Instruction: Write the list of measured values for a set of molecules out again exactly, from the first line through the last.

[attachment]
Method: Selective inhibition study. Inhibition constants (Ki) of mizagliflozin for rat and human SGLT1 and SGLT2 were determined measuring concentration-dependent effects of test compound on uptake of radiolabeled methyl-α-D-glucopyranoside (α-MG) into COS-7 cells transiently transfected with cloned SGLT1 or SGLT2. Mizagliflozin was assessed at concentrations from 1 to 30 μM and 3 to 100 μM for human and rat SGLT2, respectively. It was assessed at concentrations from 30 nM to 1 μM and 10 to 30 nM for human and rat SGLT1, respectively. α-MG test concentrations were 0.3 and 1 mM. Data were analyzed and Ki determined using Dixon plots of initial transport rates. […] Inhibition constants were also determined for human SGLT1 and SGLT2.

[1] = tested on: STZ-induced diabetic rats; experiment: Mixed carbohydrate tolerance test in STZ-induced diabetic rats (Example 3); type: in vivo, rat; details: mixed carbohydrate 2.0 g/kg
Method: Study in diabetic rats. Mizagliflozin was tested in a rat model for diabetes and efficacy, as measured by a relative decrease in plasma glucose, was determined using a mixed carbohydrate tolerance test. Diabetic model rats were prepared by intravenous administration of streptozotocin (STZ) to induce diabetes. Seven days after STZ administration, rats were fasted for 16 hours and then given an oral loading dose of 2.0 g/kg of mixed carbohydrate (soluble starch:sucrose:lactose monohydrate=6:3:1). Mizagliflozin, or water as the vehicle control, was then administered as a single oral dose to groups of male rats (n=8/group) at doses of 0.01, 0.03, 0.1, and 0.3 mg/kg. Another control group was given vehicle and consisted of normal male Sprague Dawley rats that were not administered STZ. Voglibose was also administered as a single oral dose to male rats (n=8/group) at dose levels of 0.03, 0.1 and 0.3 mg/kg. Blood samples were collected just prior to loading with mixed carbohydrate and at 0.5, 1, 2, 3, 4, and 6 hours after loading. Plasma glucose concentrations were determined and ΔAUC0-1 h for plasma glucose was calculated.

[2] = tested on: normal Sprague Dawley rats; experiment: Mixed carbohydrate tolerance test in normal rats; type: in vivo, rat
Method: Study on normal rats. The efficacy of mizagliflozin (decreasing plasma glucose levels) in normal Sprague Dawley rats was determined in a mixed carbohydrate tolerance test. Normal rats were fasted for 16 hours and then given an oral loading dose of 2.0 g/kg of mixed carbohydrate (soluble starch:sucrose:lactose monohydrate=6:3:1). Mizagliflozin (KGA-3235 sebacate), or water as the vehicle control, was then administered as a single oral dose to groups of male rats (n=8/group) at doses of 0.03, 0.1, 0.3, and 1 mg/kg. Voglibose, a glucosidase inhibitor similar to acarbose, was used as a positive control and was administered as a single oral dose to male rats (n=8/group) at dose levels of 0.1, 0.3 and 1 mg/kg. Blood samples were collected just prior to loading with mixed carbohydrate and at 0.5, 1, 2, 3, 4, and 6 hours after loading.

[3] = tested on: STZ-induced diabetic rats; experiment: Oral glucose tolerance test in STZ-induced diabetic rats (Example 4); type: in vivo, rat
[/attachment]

Method: Selective inhibition study. Inhibition constants (Ki) of mizagliflozin for rat and human SGLT1 and SGLT2 were determined measuring concentration-dependent effects of test compound on uptake of radiolabeled methyl-α-D-glucopyranoside (α-MG) into COS-7 cells transiently transfected with cloned SGLT1 or SGLT2. Mizagliflozin was assessed at concentrations from 1 to 30 μM and 3 to 100 μM for human and rat SGLT2, respectively. It was assessed at concentrations from 30 nM to 1 μM and 10 to 30 nM for human and rat SGLT1, respectively. α-MG test concentrations were 0.3 and 1 mM. Data were analyzed and Ki determined using Dixon plots of initial transport rates. […] Inhibition constants were also determined for human SGLT1 and SGLT2.

[1] = tested on: STZ-induced diabetic rats; experiment: Mixed carbohydrate tolerance test in STZ-induced diabetic rats (Example 3); type: in vivo, rat; details: mixed carbohydrate 2.0 g/kg
Method: Study in diabetic rats. Mizagliflozin was tested in a rat model for diabetes and efficacy, as measured by a relative decrease in plasma glucose, was determined using a mixed carbohydrate tolerance test. Diabetic model rats were prepared by intravenous administration of streptozotocin (STZ) to induce diabetes. Seven days after STZ administration, rats were fasted for 16 hours and then given an oral loading dose of 2.0 g/kg of mixed carbohydrate (soluble starch:sucrose:lactose monohydrate=6:3:1). Mizagliflozin, or water as the vehicle control, was then administered as a single oral dose to groups of male rats (n=8/group) at doses of 0.01, 0.03, 0.1, and 0.3 mg/kg. Another control group was given vehicle and consisted of normal male Sprague Dawley rats that were not administered STZ. Voglibose was also administered as a single oral dose to male rats (n=8/group) at dose levels of 0.03, 0.1 and 0.3 mg/kg. Blood samples were collected just prior to loading with mixed carbohydrate and at 0.5, 1, 2, 3, 4, and 6 hours after loading. Plasma glucose concentrations were determined and ΔAUC0-1 h for plasma glucose was calculated.

[2] = tested on: normal Sprague Dawley rats; experiment: Mixed carbohydrate tolerance test in normal rats; type: in vivo, rat
Method: Study on normal rats. The efficacy of mizagliflozin (decreasing plasma glucose levels) in normal Sprague Dawley rats was determined in a mixed carbohydrate tolerance test. Normal rats were fasted for 16 hours and then given an oral loading dose of 2.0 g/kg of mixed carbohydrate (soluble starch:sucrose:lactose monohydrate=6:3:1). Mizagliflozin (KGA-3235 sebacate), or water as the vehicle control, was then administered as a single oral dose to groups of male rats (n=8/group) at doses of 0.03, 0.1, 0.3, and 1 mg/kg. Voglibose, a glucosidase inhibitor similar to acarbose, was used as a positive control and was administered as a single oral dose to male rats (n=8/group) at dose levels of 0.1, 0.3 and 1 mg/kg. Blood samples were collected just prior to loading with mixed carbohydrate and at 0.5, 1, 2, 3, 4, and 6 hours after loading.

[3] = tested on: STZ-induced diabetic rats; experiment: Oral glucose tolerance test in STZ-induced diabetic rats (Example 4); type: in vivo, rat